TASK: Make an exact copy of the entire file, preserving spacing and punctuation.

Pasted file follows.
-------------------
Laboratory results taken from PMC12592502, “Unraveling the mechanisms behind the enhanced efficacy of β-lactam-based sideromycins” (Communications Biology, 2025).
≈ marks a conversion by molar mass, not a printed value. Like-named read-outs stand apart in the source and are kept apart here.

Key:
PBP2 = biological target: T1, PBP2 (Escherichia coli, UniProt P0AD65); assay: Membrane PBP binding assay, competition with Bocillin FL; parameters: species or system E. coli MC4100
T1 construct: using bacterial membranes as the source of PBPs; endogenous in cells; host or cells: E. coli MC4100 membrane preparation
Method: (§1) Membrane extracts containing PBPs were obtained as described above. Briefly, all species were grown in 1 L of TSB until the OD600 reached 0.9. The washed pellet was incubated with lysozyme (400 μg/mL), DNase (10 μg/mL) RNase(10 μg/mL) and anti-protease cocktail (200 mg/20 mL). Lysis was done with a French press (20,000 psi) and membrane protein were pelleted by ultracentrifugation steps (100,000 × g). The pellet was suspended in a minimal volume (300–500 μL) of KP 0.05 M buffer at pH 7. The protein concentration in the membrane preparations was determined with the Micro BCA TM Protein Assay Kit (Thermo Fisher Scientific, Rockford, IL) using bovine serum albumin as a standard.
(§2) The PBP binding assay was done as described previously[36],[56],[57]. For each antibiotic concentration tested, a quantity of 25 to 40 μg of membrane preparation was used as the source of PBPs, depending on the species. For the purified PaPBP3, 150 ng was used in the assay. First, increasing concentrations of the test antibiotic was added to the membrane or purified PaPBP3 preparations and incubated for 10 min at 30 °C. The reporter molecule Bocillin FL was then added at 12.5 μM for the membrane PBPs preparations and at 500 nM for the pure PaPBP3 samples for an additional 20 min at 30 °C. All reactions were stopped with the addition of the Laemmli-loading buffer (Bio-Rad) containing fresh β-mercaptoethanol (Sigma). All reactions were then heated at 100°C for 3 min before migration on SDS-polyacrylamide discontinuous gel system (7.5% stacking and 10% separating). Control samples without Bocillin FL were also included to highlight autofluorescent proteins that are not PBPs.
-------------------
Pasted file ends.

Laboratory results taken from PMC12592502, “Unraveling the mechanisms behind the enhanced efficacy of β-lactam-based sideromycins” (Communications Biology, 2025).
≈ marks a conversion by molar mass, not a printed value. Like-named read-outs stand apart in the source and are kept apart here.

Key:
PBP2 = biological target: T1, PBP2 (Escherichia coli, UniProt P0AD65); assay: Membrane PBP binding assay, competition with Bocillin FL; parameters: species or system E. coli MC4100
T1 construct: using bacterial membranes as the source of PBPs; endogenous in cells; host or cells: E. coli MC4100 membrane preparation
Method: (§1) Membrane extracts containing PBPs were obtained as described above. Briefly, all species were grown in 1 L of TSB until the OD600 reached 0.9. The washed pellet was incubated with lysozyme (400 μg/mL), DNase (10 μg/mL) RNase(10 μg/mL) and anti-protease cocktail (200 mg/20 mL). Lysis was done with a French press (20,000 psi) and membrane protein were pelleted by ultracentrifugation steps (100,000 × g). The pellet was suspended in a minimal volume (300–500 μL) of KP 0.05 M buffer at pH 7. The protein concentration in the membrane preparations was determined with the Micro BCA TM Protein Assay Kit (Thermo Fisher Scientific, Rockford, IL) using bovine serum albumin as a standard.
(§2) The PBP binding assay was done as described previously[36],[56],[57]. For each antibiotic concentration tested, a quantity of 25 to 40 μg of membrane preparation was used as the source of PBPs, depending on the species. For the purified PaPBP3, 150 ng was used in the assay. First, increasing concentrations of the test antibiotic was added to the membrane or purified PaPBP3 preparations and incubated for 10 min at 30 °C. The reporter molecule Bocillin FL was then added at 12.5 μM for the membrane PBPs preparations and at 500 nM for the pure PaPBP3 samples for an additional 20 min at 30 °C. All reactions were stopped with the addition of the Laemmli-loading buffer (Bio-Rad) containing fresh β-mercaptoethanol (Sigma). All reactions were then heated at 100°C for 3 min before migration on SDS-polyacrylamide discontinuous gel system (7.5% stacking and 10% separating). Control samples without Bocillin FL were also included to highlight autofluorescent proteins that are not PBPs.